Japan Seen Shelving Carbon Emission Trading Scheme
Author: Kiyoshi Takenaka
Japan is likely to shelve a plan to introduce carbon emissions trading as the troubled ruling Democratic Party bows to powerful business groups still recovering from a costly downturn.
If confirmed, it would be a massive reversal by the party, which has backed one of the toughest emissions reduction targets of any major economy and said emissions trading was a key way to achieve that goal and drive greater energy efficiency at home.
It would also be a blow to hopes more top greenhouse gas polluting nations outside the European Union would usher in emissions trading, after efforts in the United States and Australia were shelved.
The party said last week the scheme, supposed to be introduced into parliament early next year, could hamper investments in key industries and that the government needed to carefully study it further. A Cabinet Office official also told Reuters on Tuesday the government would look carefully at the issue.
Analysts said this is tantamount to recommending the plan be frozen. The government, which aims to decide its stance by the end of this month, is expected to follow the Democratic Party's proposal.
"The Democratic Party is a ruling party. If the party makes such a decision, the government cannot help respecting it," said Kazuo Matsushita, professor of the Graduate School of Global Environmental Studies at Kyoto University.
"So far I have not seen any strong leadership from Prime Minister (Naoto) Kan on the environmental front."
The party pledged in an election last year to set up a carbon trading market to help the nation meet a target to cut greenhouse gas emissions by 25 percent from 1990 levels by 2020.
But Kan, who is struggling with plunging popularity, faces a weak economy, public debt twice the size of Japan's $5 trillion economy, territorial disputes with China and Russia, and a divided parliament.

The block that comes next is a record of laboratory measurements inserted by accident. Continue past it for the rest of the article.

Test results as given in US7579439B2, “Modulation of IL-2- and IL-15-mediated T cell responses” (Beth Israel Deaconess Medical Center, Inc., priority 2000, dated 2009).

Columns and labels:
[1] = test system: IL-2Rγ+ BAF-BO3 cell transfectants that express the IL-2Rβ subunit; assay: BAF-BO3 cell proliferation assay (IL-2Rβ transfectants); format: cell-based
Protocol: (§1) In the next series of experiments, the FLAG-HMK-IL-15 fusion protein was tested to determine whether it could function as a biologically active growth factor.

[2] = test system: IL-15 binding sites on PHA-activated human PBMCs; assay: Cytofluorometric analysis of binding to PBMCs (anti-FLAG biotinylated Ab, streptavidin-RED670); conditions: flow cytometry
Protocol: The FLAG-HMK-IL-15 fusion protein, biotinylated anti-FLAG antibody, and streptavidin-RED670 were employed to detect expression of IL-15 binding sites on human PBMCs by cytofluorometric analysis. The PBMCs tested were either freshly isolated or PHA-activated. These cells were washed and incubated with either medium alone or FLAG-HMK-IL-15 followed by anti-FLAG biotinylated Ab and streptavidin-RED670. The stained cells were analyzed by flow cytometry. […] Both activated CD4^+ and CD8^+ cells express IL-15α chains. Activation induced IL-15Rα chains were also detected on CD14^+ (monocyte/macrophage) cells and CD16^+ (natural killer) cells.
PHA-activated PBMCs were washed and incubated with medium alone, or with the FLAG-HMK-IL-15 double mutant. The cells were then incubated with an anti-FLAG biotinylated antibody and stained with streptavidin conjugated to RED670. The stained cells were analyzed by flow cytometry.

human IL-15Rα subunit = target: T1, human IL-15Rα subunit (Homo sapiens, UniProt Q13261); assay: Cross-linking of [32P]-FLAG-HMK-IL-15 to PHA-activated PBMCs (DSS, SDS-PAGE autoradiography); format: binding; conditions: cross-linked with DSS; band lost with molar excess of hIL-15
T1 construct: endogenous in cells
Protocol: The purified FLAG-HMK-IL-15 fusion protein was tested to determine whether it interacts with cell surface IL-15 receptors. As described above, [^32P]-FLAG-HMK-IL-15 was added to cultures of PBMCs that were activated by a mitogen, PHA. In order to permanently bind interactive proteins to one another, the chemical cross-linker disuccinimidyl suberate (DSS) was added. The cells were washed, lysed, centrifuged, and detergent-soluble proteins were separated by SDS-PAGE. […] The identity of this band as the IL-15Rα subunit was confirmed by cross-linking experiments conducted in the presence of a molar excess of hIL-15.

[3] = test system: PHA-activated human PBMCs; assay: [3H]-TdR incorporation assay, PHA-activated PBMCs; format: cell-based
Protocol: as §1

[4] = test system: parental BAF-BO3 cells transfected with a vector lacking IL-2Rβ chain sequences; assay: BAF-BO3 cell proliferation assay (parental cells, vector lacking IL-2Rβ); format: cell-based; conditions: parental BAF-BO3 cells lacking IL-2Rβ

Even if the carbon emissions trading scheme is approved by the government, it would need opposition help to pass the bills in parliament. And the government's top priority is to have budget-related bills passed by the end of the current fiscal year to March 31.
FEARS OVER COSTS
Some powerful business groups have said a tough emissions reduction target and a trading scheme could increase costs, hurting the competitiveness of big exporting firms when competitors such as the United States have so far failed to win agreement on trading schemes of their own.
Naoyuki Yamagishi, WWF Japan's head of climate change, said a narrowing distance between the Democratic Party and Japanese businesses has something to do with the expected about-face.
"Negative impacts of the economic crisis are still being felt in many fields, Japanese industries in particular. That's one reason," Yamaguchi said.
"People in the industries are beginning gain access to the Democratic Party. That's the other reason. These two factors, as a result, seem to have helped the party produce an outcome that is considerate to the business sector."
Japan's already efficient economy emits only half as much carbon dioxide (CO2), the main greenhouse gas blamed for global warming, as the EU or the United States per unit of economic output.
The powerful Nippon Keidanren business lobby insists any new scheme in Japan, the world's fifth-biggest emitter, allows caps on emissions per unit of production, which it says would encourage companies to invest in renewable energy and energy conservation while still allowing them to increase output.
The lobby includes steelmakers and power firms and accounts for half the nation's greenhouse gas emissions. Some big polluting sectors have argued that an emissions cut target of more than minus-8 percent from 1990 levels by 2020 would force energy-intensive industries offshore, driving up unemployment.
In a recent business-friendly policy step, the Democratic Party-led government cut the effective corporate tax rate by 5 percentage points to 35 percent, despite Japan's massive public debt.
Under emissions trading, a price is placed on carbon dioxide emissions from industry through the issuance of tradable pollution permits tied to emissions reduction targets. The idea is to drive investment in cleaner energy generation or energy efficiency.
Over time, the number of permits per tonne of emissions declines, driving up the price and acting as a reward for polluters that beat their targets, which can then sell excess permits to firms that fail to meet their mandatory cuts.
(Editing by David Fogarty)